Tuesday, May 3, 2011

Carnival of Aces Round 2: Call for Participation

Welcome to the second edition of A Carnival of Aces! The theme for this month’s post is The intersection between race, ethnicity, culture, or nationality and the asexual identity. I'm sorry for the length of that sentence, but I wanted to make it broad while avoiding confusion. I chose this topic because it has been under-discussed and out of all the topics I was considering, this is the one I've seen the least amount of writing on. Although you may or may not find this topic relevant to you personally, it is open to everyone. All I ask is that if race/ethnicity/culture/nationality is a place where you have privilege, to please be aware of that while writing.

Posts may be submitted for this second round of the carnival until June 1st, at which point the carnival will travel to a new blog and I will create a round-up post full of all the submissions for this month.

Any post dealing with both asexuality and the theme of the carnival is welcome. Alternate forms of media (images, video, poetry, fiction, etc) are also welcome as long as they deal with the theme. If you’re not sure whether your piece is on-topic, submit it anyway and we’ll figure it out. Submissions should be posted as comments here or emailed to me at sanfranciscoemily [at]gmail[dot]com. You can also send me things on Tumblr if you're more comfortable with that; my name there is the-pineapple. If you don’t have a blog but you want to submit a post, I’m glad to host guest posts here; again, please contact me if you want to do that. You can make a guest post anonymously if you would like.

Some background information about this project:

For those who are unfamiliar with them, a blog carnival is an event in which many people write blog posts around a single theme. These posts are then collected at the end of the carnival and linked together by the carnival’s host.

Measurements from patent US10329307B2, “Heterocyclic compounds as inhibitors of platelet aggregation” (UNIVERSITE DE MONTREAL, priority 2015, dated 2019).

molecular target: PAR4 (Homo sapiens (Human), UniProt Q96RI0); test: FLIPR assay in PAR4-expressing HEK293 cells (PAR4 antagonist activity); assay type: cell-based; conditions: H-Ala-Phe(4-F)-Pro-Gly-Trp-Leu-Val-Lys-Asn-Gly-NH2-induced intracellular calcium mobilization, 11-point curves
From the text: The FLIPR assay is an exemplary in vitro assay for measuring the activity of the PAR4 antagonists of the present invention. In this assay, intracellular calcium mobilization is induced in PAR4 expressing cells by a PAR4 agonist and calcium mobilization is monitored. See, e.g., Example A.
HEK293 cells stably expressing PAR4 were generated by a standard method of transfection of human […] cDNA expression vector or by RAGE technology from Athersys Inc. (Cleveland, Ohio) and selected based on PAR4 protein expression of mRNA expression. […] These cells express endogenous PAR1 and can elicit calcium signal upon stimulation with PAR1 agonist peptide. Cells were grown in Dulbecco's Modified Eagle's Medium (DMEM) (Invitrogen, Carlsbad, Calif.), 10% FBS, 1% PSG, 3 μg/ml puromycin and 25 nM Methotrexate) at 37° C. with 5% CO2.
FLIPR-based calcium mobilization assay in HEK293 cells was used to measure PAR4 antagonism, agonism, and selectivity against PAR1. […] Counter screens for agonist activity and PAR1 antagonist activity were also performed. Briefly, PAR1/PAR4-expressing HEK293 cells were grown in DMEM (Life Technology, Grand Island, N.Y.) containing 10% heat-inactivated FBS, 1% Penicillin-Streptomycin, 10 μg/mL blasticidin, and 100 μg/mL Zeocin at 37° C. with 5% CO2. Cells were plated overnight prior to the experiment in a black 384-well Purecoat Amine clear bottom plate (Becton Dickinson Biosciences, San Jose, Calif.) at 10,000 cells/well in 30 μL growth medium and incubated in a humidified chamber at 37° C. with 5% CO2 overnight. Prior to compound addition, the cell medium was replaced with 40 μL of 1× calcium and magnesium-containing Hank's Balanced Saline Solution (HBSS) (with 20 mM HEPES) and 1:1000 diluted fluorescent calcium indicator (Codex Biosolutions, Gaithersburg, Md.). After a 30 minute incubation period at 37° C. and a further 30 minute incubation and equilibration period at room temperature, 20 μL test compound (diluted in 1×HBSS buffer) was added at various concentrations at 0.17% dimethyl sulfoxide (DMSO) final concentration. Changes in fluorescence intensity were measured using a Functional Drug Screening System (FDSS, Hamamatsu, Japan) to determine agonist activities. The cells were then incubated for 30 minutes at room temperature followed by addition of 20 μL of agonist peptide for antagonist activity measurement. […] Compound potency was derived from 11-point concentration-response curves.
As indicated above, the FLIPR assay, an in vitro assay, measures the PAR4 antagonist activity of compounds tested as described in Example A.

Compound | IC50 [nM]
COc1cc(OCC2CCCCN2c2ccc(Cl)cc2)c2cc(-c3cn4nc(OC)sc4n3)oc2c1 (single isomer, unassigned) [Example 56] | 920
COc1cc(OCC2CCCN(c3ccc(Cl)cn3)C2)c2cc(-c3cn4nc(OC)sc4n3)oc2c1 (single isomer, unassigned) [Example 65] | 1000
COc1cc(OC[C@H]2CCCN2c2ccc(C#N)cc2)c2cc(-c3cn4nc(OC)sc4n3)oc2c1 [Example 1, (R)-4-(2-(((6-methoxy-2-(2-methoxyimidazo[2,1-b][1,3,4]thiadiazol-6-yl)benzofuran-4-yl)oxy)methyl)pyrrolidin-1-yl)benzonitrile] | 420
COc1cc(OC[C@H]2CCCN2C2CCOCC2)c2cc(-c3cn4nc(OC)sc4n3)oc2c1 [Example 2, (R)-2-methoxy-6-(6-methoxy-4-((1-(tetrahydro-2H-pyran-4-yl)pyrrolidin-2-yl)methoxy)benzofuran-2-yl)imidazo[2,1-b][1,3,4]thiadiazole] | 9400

This particular blog carnival is an effort to encourage a variety of different voices to speak about asexuality from their own perspectives. Anyone can participate, but the responses should deal with asexuality or the asexual spectrum (grey-As, demisexuals) in some way. They should also relate in some way to the theme of each round of the carnival, which will change from month to month and will be chosen by the person hosting the carnival for that month.

Thank you all very much!

For much of the text of this post, the credit goes to Sciatrix.

3 comments:

Janet S. said...

Awesome! I was hoping you'd pick this topic!

Ily said...

@Janet: Sweet! I hope there will be a good amount of participation...I'll be in suspense on that for a while, though.

Ace Amoeba said...

Assorted Thoughts for Carnival Month #2

Ahhh Yessshhh! It's Carnivale and time to get down to business. The intersection of asexuality to race, nationality, culture and related categories is the task at hand. There's definitely an intersection in all of these categories and that's the easy part. Trying to explain why these intersections exist, well that's a bit more difficult. After wracking my superior brain I'm going to attempt to do just that to the best of my ability.